Raleigh, N.C. — Ask Omar Ruiz-Lopez whether he plays fiddle or violin in Violet Bell, his Durham-based folk duo with singer/guitarist Lizzy Ross, and he has a ready answer.
“I play both,” he says with a laugh. “The difference is that the fiddle dances while the violin sings, and I like to think I do both. I really enjoy the contrast. Classical and jazz is where I started from with violin, and fiddle is based on folk-dance traditions. Whether Irish or Scottish or bluegrass or old-time, they’re all associated with movement. When I go to a party, the fiddle is what I bring.”
Violet Bell is one of the musical acts playing this year’s WRAL First Night, New Year’s Eve in downtown Raleigh, with three sets scheduled over the course of the evening. Even though they’re an acoustic duo, Violet Bell isn’t nearly as subdued onstage as such a label suggests – especially Ross’ powerful vocals, and the occasional flourish of surpeti (an instrument of Indian origin that produces a distinctive droning sound).
“Yes, we’re a male-female duo in North Carolina, which has a lot of groups traditionally associated with peaceful, gentle, charming sounds,” Ross says. “We mix things up a lot with the instrumentation, and there’s a lot of spice and intensity to the show, a good bit of fire. Some covers, too. We’ll cover Prince and maybe things like ‘Girls Just Want to Have Fun.’ We’ll have some surprises worked up for New Year’s Eve.”
Violet Bell has been a going concern for about four years, but Ross and Ruiz-Lopez first met when they both played on a program at UNC-Chapel Hill back in 2011. A musical omnivore, Ruiz-Lopez studied classical music at Florida Gulf Coast University while playing in a wide range of bands, from orchestras to jazz groups. After college, he moved to North Carolina to delve into the state’s bluegrass and roots-based folk traditions.
Ross, meanwhile, landed back in the Triangle following an unhappy stint in Nashville trying to make it as a songwriter. Things hadn’t gone well for Ross in Nashville, leaving her feeling burned out on music. “I felt like I was just too weird for country because I could not write great songs about my truck,” she says.
They met again, started working together and hit it off. Violet Bell’s latest album, “Honey in My Heart,” which recalls Joni Mitchell moreso than bluegrass or old-time. The album showcases Ruiz-Lopez’s versatility and virtuosity on a range of instruments throughout its 11 tracks, backing up Ross’ dusky voice. And even though “Honey in My Heart” came out just a few months ago, they’ve already got almost enough material for another album ready to go.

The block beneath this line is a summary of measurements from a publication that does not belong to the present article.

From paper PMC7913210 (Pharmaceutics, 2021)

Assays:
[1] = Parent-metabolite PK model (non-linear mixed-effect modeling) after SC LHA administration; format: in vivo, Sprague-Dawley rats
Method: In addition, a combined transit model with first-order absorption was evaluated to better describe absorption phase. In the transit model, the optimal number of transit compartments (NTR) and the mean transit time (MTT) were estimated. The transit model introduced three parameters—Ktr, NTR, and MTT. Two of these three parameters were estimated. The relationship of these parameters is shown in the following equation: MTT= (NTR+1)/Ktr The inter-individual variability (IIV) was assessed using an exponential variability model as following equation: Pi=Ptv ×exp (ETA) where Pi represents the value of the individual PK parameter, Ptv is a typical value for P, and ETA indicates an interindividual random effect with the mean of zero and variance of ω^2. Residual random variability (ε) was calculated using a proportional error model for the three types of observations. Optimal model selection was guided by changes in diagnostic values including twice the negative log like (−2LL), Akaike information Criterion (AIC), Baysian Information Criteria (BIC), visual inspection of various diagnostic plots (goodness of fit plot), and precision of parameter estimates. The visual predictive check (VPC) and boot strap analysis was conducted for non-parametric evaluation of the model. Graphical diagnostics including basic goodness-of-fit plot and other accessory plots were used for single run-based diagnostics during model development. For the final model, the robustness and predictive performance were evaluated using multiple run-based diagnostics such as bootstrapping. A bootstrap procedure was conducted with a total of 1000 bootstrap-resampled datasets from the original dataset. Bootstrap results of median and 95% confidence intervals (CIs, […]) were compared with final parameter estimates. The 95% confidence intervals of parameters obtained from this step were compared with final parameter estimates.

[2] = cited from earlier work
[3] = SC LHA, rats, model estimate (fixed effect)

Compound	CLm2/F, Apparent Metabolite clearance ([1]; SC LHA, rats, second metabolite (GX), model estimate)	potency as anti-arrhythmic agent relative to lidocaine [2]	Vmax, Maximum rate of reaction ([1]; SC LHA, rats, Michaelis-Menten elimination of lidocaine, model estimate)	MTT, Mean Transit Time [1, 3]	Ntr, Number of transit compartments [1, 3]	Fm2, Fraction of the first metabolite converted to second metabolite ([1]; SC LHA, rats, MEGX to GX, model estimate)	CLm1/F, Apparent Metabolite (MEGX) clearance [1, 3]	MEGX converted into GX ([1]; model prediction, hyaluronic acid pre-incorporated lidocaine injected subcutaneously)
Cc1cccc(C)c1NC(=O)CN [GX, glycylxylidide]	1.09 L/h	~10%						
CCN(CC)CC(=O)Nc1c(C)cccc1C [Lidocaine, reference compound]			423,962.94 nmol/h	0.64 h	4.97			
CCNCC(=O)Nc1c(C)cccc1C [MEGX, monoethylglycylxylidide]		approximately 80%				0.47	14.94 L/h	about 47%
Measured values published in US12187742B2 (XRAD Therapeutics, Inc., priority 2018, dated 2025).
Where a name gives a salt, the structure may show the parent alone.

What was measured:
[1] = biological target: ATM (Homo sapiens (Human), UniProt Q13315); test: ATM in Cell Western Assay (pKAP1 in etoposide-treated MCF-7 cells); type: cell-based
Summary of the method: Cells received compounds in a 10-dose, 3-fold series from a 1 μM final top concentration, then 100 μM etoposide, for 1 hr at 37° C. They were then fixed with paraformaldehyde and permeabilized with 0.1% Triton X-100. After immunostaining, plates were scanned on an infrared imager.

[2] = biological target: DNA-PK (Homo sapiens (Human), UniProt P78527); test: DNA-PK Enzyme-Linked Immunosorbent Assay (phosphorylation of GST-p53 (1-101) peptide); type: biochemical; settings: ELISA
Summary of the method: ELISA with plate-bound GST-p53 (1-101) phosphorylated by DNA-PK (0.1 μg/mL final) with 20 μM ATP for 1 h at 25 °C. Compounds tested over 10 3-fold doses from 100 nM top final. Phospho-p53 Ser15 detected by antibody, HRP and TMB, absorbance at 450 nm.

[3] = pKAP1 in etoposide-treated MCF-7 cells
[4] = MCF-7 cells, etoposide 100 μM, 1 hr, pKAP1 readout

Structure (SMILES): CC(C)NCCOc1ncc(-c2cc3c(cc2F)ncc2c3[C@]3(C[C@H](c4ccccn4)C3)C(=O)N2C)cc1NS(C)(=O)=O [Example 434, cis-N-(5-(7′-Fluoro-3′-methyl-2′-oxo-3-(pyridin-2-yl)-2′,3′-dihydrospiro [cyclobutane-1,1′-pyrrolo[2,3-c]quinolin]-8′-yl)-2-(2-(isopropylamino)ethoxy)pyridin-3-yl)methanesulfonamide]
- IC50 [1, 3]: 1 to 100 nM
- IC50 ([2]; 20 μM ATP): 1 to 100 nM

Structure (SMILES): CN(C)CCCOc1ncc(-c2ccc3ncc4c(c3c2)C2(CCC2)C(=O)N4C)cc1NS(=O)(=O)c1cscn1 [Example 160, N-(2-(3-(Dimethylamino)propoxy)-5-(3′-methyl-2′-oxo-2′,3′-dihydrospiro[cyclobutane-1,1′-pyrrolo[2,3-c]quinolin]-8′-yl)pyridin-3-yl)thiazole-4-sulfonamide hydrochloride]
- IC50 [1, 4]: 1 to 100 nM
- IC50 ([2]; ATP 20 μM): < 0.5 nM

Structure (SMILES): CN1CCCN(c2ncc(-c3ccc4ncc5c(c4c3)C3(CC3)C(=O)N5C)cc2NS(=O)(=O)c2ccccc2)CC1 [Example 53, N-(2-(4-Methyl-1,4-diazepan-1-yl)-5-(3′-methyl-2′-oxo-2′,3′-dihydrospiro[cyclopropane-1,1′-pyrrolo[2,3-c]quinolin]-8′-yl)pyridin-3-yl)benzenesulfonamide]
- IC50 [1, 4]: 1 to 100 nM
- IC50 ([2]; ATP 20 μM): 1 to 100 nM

They’re both hoping to be able to make that next album sooner rather than later. To that end, they’re spending more time on songwriting than touring nowadays.
“I think we’re more interested in hunkering down with ideas rather than hitting the road again,” says Ruiz-Lopez. “We’ve done that already, playing almost 400 shows in four years in all kinds of places. We want to tour smarter, not harder, leave some room for inspiration to come. Develop a space and run with it.”
Violet Bell is one of the performers at WRAL First Night 2020, Dec. 31 in downtown Raleigh, at Vintage Church. They play at 7:45, 8:30 and 9:15 p.m.
Other First Night performers include Barefoot Movement, African American Dance Ensemble, Boom Unit Brass Band, Honey Dewdrops and Shay Martin Lovette. For the complete lineup of performers and activities, see firstnightraleigh.com/evening-performances-activities.
First Night passes cost $11 in advance from Etix.com or locations including Harris Teeter stores. On-site passes will cost $15. For details, see firstnightraleigh.com/buy-a-pass.
David Menconi was a music critic and arts reporter at the News & Observer in Raleigh for more than 25 years. He has written for Rolling Stone, Spin, Billboard, New York Times and salon.com. His books include the 2012 biography Ryan Adams: Losering, A Story of Whiskeytown (University of Texas Press), and his next book will be a history of North Carolina music for UNC Press.
He also hosts “That Old North State Radio Hour,” a weekly show about North Carolina music, on Capitol Broadcasting’s That Station, 95.7-FM in Raleigh, from 7 to 8 p.m. Wednesdays. Download the That Station app or stream online at thatstation.net to listen.
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